GHANA ELECTION 2020: POLITICL PARTY LEADERS MUST PUT GHANA FIRST
The Foundation for Security and Development in Africa (FOSDA) is calling all political party leaders to put Ghana first. This call particularly targets the two main political party leaders National Democratic Congress (NDC) and New Patriotic Party (NPP). We also urge them refrain from violence through their cadres but rather adopt peaceful means to address issues of conflict that may arise before, during and after the elections.
The Foundation’s call is in connection with the recent violent activities that have marred electoral processes in the recent past: the shooting incident in Kasoa; beating of Electoral Commission officials in the recent voter registration exercise and comments such as the “boot for boot”, the clash of party supporters in the Odododiodio Constituency just to mention a few.
These violent activities are clear indications that party leaders may not have Ghana at first but rather their parochial interest and that of their parties.
We call on Political Party Leaders to lead by example in safeguarding the peace Ghana is going through as we head into the Presidential and Parliamentary elections in 5 days’ time. Leading by example to put Ghana first ahead of the elections is not limited to doing the following;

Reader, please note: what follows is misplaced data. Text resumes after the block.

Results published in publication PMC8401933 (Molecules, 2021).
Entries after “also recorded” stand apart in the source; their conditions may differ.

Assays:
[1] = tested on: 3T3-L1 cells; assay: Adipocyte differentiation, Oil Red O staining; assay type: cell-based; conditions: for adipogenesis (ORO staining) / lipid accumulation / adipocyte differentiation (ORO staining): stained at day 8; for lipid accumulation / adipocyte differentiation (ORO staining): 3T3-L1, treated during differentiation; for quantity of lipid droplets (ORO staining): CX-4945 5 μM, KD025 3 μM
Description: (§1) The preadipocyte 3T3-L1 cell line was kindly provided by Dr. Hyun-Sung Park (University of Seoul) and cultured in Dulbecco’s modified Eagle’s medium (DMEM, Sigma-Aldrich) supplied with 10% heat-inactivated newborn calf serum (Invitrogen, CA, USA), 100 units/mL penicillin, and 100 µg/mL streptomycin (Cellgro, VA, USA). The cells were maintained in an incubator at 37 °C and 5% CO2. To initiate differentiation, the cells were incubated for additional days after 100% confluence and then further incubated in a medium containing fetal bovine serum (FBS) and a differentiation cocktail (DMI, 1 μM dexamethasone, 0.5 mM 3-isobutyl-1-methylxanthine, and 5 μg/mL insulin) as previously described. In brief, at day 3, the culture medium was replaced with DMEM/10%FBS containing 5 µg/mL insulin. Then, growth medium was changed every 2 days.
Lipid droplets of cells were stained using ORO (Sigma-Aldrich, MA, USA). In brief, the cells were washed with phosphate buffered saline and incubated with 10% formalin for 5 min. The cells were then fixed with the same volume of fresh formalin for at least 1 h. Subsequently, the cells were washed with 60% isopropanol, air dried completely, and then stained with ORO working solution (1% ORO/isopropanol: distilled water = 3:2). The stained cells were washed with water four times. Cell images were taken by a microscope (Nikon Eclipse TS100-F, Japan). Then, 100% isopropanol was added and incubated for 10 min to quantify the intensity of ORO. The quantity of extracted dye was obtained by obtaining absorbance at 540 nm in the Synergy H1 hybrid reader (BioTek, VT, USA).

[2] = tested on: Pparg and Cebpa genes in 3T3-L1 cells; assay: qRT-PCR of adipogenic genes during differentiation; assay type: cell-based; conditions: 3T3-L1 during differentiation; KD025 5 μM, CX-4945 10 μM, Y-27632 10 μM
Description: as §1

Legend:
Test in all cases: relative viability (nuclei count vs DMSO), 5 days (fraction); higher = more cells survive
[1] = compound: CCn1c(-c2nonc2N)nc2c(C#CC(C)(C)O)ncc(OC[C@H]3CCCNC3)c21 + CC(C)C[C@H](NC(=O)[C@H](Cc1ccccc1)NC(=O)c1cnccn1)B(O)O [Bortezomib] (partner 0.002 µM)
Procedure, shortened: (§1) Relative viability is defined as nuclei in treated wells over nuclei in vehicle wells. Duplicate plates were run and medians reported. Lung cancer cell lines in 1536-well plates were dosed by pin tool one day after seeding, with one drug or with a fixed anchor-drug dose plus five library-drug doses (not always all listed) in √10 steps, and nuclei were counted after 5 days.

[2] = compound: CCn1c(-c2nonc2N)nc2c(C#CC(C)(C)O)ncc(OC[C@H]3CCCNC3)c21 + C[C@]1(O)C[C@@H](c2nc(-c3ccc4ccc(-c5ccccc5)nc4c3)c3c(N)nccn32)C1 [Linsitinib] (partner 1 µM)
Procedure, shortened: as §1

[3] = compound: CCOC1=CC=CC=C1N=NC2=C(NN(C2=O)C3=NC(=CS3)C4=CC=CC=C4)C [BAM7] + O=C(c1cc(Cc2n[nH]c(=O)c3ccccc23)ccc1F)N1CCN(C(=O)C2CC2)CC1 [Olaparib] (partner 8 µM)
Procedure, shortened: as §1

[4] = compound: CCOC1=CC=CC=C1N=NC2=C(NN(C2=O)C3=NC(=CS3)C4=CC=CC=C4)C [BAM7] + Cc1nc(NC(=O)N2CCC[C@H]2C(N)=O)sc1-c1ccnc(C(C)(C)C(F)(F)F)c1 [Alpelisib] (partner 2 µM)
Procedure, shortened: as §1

- The most important and critical step to put Ghana first is disband their cadres i.e Vigilante Groups if not yet disbanded. Vigilantism has not added good to Ghana but rather grief, harm and damage and worst of all death. Political parties must take steps in the 5 days left for the elections to disband their vigilante groups since their existence is against the Vigilantism and Related Offences Act, 2019 (Act, 999). These groups are not limited to the twenty-seven (27) groups listed in the second schedule of the Act 999.
- Refrain from spreading hate speech; fake news and insults that engender violence to peaceful messages and contest of ideas that promote dialogue.
- Support the campaign for a zero tolerance against electoral violence. This seeks to use ballots and not bullets in the elections; peace and not violence and reporting violent incidents to the security agency. This could be the message of peace that is disseminated from the camp of political parties to their supporter in particular and Ghanaians in general.
Even though, FOSDA agrees that most of the drivers of electoral violence are structural and need long term measures to address them, such as unemployment. It is of utmost importance that in the short to medium term as we have now we better promote peace for our own good.
FOSDA ask Political Parties to conduct themselves peacefully and work with the security agencies to promote peace before, during and after the up-coming elections.
We all have a responsibility to safeguard the peace of Ghana but our leaders must lead by example. Let us shape it together. Let us adopt a zero tolerance for electoral violence.
Theodora W. Anti
Contact No. 0205336268